Louise Ward, policy standards and communications director at the British Safety Council, kicked off the Lone Worker Safety conference at London’s Olympia centre on 28 March with a session on wellbeing. Lone workers, like home-based workers, often miss out on health and wellbeing programmes that are focused on corporate sites. More importantly, they can feel the lack of basic social contact, Ward said, “such as having a conversation with someone over lunch”.
“Technology can help us,” she said, recalling a problem with 52 staff who supervised safety on level crossings when she was head of passenger and public safety at Network Rail. “What they suffered most from was feelings of isolation.” She set up a group for the staff on the social media service WhatsApp, so they could read and post group messages. The app “plugged them in and they felt part of the whole”.
Trainer Walter Brennan of Oliver Brennan Training led a session on lone worker risk assessments, noting that, as an expert witness in court cases, he often found the assessments he was called on to evaluate were not fit for purpose. In many organisations they are missing entirely.
A survey Brennan had carried out of 212 lone workers, including postal staff, district nurses, utility meter readers and social care workers, found that only 31% believed their duties had been risk-assessed.
Personal safety specialist and former police sergeant Christine Morrison concentrated on measures to protect building reception staff, who are often alone when confronting intruders or aggressive members of the public. Many front desks are fitted with panic buttons, she said, but most receptionists were unclear whether an alarm would go off in the area itself, elsewhere in the building or at a police station. Moreover, the alarms were seldom checked: “You have a weekly check on the fire alarm, but who has a panic button test?”
In a panel discussion, talk turned to tracking devices to alert employers to lone workers’ whereabouts. For this, Ward was joined by Craig Swallow, chair of the British Security Industry Association’s Lone Worker Section, and Nigel Heaton, director of health, safety, security and environment at bookmaker Ladbrokes Coral.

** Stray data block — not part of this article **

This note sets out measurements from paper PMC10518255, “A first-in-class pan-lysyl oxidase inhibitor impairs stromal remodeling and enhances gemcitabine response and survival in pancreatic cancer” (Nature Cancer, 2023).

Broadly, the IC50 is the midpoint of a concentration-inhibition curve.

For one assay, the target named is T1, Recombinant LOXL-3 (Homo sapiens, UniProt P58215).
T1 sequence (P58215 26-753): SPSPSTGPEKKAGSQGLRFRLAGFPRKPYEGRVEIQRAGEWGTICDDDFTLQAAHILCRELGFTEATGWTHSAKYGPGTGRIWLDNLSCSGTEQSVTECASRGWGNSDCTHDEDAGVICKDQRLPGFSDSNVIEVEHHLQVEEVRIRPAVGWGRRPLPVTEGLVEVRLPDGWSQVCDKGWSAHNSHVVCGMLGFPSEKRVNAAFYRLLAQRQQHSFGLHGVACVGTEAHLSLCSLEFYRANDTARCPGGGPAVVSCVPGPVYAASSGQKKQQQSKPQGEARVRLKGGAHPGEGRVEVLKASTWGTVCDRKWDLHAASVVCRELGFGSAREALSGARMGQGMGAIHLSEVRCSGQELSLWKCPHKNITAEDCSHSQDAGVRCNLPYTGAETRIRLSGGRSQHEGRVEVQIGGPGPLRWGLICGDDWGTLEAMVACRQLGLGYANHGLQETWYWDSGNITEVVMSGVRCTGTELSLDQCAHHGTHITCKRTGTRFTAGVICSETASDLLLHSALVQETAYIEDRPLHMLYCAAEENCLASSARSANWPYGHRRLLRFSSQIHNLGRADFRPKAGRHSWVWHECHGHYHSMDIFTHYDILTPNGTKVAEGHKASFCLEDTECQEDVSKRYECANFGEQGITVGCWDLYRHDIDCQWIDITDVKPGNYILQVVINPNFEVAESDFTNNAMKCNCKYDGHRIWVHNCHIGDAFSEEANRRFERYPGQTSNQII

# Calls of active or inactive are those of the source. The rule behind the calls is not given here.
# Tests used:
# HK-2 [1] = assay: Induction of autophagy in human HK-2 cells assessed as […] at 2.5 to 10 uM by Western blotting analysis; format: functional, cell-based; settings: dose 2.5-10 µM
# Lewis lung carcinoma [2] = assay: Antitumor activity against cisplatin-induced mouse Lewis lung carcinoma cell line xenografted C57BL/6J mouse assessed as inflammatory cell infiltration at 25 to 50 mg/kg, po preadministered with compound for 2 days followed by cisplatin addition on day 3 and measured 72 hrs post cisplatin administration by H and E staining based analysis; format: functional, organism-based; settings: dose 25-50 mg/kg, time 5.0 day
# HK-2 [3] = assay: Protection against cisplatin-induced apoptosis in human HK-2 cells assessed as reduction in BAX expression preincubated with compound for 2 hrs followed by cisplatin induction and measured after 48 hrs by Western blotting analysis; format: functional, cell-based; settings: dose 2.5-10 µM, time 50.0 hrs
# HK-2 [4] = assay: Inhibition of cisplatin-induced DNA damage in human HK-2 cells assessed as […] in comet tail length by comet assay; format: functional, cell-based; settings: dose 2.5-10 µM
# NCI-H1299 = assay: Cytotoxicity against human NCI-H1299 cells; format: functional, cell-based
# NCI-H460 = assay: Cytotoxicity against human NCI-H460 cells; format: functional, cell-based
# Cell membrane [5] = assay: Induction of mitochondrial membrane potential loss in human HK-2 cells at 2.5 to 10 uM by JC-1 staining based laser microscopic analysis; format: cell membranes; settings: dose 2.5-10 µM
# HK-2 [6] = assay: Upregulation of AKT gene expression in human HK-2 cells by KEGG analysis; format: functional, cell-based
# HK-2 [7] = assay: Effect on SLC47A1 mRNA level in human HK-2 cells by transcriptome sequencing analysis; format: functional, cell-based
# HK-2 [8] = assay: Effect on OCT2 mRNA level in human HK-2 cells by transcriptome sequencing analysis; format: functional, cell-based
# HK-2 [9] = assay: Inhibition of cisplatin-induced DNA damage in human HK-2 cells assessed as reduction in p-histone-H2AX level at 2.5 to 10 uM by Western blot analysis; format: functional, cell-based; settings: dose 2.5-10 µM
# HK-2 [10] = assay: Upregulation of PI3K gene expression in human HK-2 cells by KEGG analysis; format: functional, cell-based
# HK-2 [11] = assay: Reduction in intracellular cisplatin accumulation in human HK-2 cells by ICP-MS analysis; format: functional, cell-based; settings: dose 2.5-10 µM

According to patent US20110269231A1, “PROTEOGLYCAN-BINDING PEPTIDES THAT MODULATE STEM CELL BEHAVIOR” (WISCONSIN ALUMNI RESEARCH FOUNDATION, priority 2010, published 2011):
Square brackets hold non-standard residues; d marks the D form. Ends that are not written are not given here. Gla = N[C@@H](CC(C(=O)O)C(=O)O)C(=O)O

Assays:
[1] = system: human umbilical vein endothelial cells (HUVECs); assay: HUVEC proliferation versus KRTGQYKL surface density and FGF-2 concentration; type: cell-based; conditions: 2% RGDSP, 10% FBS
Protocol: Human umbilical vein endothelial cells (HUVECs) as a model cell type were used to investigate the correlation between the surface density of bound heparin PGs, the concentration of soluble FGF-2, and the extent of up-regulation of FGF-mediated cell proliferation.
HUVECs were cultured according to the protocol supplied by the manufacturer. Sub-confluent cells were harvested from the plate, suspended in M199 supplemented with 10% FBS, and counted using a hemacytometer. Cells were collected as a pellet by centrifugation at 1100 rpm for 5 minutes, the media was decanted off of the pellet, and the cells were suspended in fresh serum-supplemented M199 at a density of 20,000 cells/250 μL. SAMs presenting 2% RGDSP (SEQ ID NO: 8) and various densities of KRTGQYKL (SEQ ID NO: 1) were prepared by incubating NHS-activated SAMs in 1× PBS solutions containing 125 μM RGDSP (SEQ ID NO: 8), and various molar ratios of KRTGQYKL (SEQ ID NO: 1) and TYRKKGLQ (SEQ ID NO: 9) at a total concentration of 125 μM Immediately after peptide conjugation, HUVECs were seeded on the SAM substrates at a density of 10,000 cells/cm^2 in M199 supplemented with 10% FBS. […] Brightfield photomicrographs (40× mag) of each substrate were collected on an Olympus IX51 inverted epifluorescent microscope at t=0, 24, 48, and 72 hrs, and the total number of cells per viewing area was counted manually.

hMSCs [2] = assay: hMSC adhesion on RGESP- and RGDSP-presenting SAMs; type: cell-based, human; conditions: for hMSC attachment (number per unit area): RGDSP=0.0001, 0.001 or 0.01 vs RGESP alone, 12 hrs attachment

Swallow said: “If you tell your staff, ‘We are going to track you’, they won’t react well. You have to approach it in the right way. Tracking for tracking’s sake is not a good thing and it’s illegal without their consent.”
Trainer and consultant Nicole Vazquez supported this point from the floor, recalling a firm that had issued its workers with trackers for safety purposes until “one day their manager said to one of them, ‘How come you only made three visits on Friday when everyone else made four?’, and immediately all the staff lost faith in it.”
Swallow said the best way to gain co-operation was to explain how tracking could safeguard those involved, appealing to their self-interest.
In answer to a delegate’s question about liability if an employee who was issued with a personal alarm – but did not use it – was attacked, Heaton said it was more fruitful to look at why they were so resistant to using the device. He said it was worth checking that all employees were trained to use the alarms, the equipment was well maintained and, echoing Swallow, people understood the benefits. He explained how Ladbrokes persuaded its staff: “We said, ‘If you have [an alarm] when you are locking up we can guarantee you a response in four to five minutes; it will make you safer’.”
Swallow added: “Just ask people whether they want the police to respond to an incident involving them. I must have asked a thousand people that and I’ve yet to have one answer ‘no’.”
Another delegate asked if his organisation was leaving itself vulnerable by giving its lone workers the choice of whether to carry trackers.
The panel believed it was. “If you make it voluntary, on what basis are you making that decision?”, asked Heaton. “If you were sued for negligence, it would be clear you had identified sufficient controls and not bothered to enforce them.”
Ward added that employers set rules and procedures to drive compliance, but to achieve excellence they had to empower employees. This translated into tracker and alarm provision by an employer saying, “‘You must use it in these situations. You may also use it in these situations’. Give them an element of choice,” she advised.
Nicole Vazquez returned to lead a session on effective lone worker training. “You cannot ‘sheep-dip’ lone workers,” she said, so a basic training needs analysis should come first. The analysis should follow the traditional PET formula, focusing on people – how experienced are they? Are they risk takers? Then their environment – where do they go? Are they welcome there? And finally the task they perform. Delivering [housing] eviction notices to residents has more risk attached to it than issuing refund cheques, she observed.
Once the type of training was decided, she said, the next question was who should carry it out. Internal trainers will have a better understanding of the organisation, but an outside contractor can bring examples of good practice by other employers. A “train the trainer” approach using an external specialist to instruct an organisation’s own trainers combined some of the virtues of both methods.
Choice of venue was important. “Do it where they feel comfortable,” she said, noting that formal training rooms remind many people too much of school. On duration and timing she advised avoiding whole days of training at once for staff who are mobile and unused to sitting for long. “Never train on a Monday morning,” she advised, “people are too busy. And never train on a Friday afternoon, people aren’t listening.”